Friday, February 8, 2008


By Keith Giles

The damn machine sputtered and shook violently before it back-fired and died with a slow belch of black smoke. I sat back and let the great yellow beast roll a few more feet before it finally ground itself to a stop. The sound of the gravel crunching beneath the knobby black tires was like the hot sizzle of grease in a hot skillet.

I closed my eyes and for a moment I imagined I wasn't covered in dirt and sweat. I was at home, my family was alive and this damn war had never happened.

My hand strayed absently to the raised scar across my stomach. It was still tender. The Jackals had inserted their toxic sacks into my abdomen before I could escape. The rest of my family hadn't been so lucky. Their bodies were already providing nutrients to the genetic embryos growing inside them. In a few weeks they'd be cut open to harvest the biological weapons inside and discarded into the pit behind the barn.

When I opened my eyes reality snapped back into place. There were only two rounds in the pistol and my canteen was mostly condensation. The last bite of food I'd had was days ago. Almost on cue I could hear the sound of distant gunfire. Getting closer? It didn’t matter. I had to move.

I dropped out of the cockpit and pulled my backpack down from the cab in one single motion. The sun would be down soon and I needed to find cover before dark.

My feet started to hurt immediately and I remembered why I'd stolen the dump truck in the first place. Either way I had to keep moving. The Jackals would certainly have missed their vehicle by now, and even if they were mostly ass-backwards religious nut-jobs, they were also well-known for their creative forms of torture. No turning the other cheek for them, no sir.

My pistol was digging into my hip as I ran so I had to pull it out to keep my pace. It felt good in my hand. The weight of it was seductive and it gave me the illusion of power. For a moment there I really felt like I could make it another day without a fight, and then I heard the approaching sound of the helicopters. I didn't need to look up to know the gleaming hornets were headed straight for me. I decided to drop the backpack and run hard for the treeline.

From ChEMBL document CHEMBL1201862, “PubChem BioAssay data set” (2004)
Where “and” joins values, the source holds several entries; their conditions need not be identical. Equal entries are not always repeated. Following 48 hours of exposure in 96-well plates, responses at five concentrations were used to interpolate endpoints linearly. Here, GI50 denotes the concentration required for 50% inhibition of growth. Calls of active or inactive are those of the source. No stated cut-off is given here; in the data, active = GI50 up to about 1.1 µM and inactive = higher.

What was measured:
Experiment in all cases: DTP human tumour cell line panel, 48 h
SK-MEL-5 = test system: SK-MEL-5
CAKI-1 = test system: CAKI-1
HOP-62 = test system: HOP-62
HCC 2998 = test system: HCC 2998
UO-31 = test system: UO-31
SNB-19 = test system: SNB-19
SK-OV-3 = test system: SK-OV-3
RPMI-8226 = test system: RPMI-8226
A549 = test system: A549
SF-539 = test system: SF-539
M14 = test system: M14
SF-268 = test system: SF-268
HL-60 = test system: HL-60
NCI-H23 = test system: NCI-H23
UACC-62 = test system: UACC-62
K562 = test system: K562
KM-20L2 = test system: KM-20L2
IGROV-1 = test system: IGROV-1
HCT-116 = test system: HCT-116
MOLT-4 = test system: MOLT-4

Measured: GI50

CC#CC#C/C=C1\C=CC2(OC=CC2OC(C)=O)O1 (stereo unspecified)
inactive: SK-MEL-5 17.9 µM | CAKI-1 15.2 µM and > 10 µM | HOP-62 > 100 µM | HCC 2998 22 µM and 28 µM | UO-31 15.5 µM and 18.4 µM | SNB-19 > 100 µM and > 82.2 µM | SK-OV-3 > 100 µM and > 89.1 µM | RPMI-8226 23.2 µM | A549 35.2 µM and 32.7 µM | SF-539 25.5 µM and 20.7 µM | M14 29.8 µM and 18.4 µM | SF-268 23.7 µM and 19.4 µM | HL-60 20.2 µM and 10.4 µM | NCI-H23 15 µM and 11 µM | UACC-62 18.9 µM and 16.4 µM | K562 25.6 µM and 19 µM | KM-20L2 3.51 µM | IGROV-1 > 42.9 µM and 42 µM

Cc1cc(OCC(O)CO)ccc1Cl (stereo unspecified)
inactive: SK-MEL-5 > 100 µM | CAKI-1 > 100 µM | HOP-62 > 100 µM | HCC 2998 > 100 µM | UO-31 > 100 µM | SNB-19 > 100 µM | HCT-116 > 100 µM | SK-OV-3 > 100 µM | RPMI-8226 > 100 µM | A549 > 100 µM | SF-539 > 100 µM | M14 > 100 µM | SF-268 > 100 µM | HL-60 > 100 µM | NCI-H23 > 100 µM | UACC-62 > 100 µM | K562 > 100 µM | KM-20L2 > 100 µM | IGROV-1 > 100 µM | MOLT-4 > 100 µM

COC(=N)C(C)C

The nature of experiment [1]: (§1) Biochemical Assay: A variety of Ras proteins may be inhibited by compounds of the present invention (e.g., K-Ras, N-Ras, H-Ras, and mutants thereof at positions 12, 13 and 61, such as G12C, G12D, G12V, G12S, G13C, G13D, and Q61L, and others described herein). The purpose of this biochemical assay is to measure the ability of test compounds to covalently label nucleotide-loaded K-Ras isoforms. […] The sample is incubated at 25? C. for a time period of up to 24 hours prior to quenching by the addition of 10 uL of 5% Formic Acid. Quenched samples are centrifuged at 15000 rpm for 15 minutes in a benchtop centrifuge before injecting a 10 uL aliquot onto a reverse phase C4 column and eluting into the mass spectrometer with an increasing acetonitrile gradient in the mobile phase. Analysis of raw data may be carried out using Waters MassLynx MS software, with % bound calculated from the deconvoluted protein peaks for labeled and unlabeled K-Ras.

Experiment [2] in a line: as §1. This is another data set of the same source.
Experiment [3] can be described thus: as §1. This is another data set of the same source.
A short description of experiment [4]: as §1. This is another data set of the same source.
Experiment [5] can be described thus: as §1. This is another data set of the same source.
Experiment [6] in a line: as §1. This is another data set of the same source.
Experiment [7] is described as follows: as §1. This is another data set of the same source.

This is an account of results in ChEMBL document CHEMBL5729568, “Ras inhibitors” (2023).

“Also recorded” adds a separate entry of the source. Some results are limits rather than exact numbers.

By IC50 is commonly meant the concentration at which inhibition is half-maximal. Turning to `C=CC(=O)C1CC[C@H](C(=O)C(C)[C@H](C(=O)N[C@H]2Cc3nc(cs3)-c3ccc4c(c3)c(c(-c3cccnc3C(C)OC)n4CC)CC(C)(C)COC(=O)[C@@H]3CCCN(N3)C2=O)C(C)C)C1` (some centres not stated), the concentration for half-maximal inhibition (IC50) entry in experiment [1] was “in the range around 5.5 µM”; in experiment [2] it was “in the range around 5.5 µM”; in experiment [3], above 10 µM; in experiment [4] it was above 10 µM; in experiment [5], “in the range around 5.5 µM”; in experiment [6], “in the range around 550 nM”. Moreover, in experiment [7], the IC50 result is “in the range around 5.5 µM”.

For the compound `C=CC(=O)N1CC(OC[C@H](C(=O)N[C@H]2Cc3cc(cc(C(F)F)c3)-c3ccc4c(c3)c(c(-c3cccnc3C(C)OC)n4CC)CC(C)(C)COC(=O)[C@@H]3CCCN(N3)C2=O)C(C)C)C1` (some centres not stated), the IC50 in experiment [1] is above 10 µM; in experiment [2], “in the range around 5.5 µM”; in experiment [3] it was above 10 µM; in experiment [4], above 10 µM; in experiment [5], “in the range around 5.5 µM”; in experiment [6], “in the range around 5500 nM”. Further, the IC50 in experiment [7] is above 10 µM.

Those were Government air patrols. I'd run into them before. They swept the countryside looking for people dumb enough to venture outside in the daylight. People like me.

I'd rather face the Jackals than be gunned down in my tracks by fifty-millimeter canons. The tree line was thirty yards away. I could tell without looking that the helicopters were probably a half mile behind. Almost within range to squeeze off a few shots at me. My lungs were on fire as I sprinted for the trees.

Suddenly I felt a hot ripping in my stomach and at first I thought they must have shot me, but looking down I could see my wound had re-opened. Bright red blood was pouring out of the gash as I ran, but I couldn’t stop. I had to reach the treeline.

The sound of the helicopter was impossibly loud now. The blades were chopping the air into chunks and I couldn't hear myself breathe. Any minute now the bullets would come and I would never hear a thing.

Closer now. Were they toying with me? Why else would they wait so long to cut me in half with their guns?

Suddenly the air around me filled with swirling dirt which caked onto my skin and filled my eyes with sand. I had to stop and cover my eyes as the copter hit the ground just twenty yards away. My hand went up to aim the pistol and I realized the helicopter was white, not black. There was a large red cross against the fuselage.

I lowered my weapon and a young woman dropped from the passenger side to jog over to my side.

"My name is Soreena," she said into my ear as the rotor blades wound slowly down. "Congratulations, Sir."

I cocked my head and licked my lips. The smell of her hair was like honeysuckle. Her green eyes were flecked with yellow and her skin was clean. She had recently bathed and was wearing clean clothes and new shoes. I hadn't seen anything like this since before the war which was years ago.

"Who the hell are you?" I asked.

"I'm with the network. You've won, sir. Our viewing audience has selected you as our grand prize winner. How do you feel sir?"

I looked down at her slender hands and realized she was holding a wireless microphone. Over her shoulder I could see a camera man and a lighting engineer. They were wearing new clothes too.

I shot her once in the forehead and as she fell forward I shot the cameraman who was also, apparently, the pilot.

The lighting engineer dropped his parabolic lamp and raised both hands into the air. I couldn't hear what he was saying but I didn't really care.

The pilot’s seat was still warm when I slid into the cockpit. The fuel gauge read full. I wound up the rotors and as I pulled back on the stick and cut into the skyline the sun was setting just behind the hills.

It was good to be alive.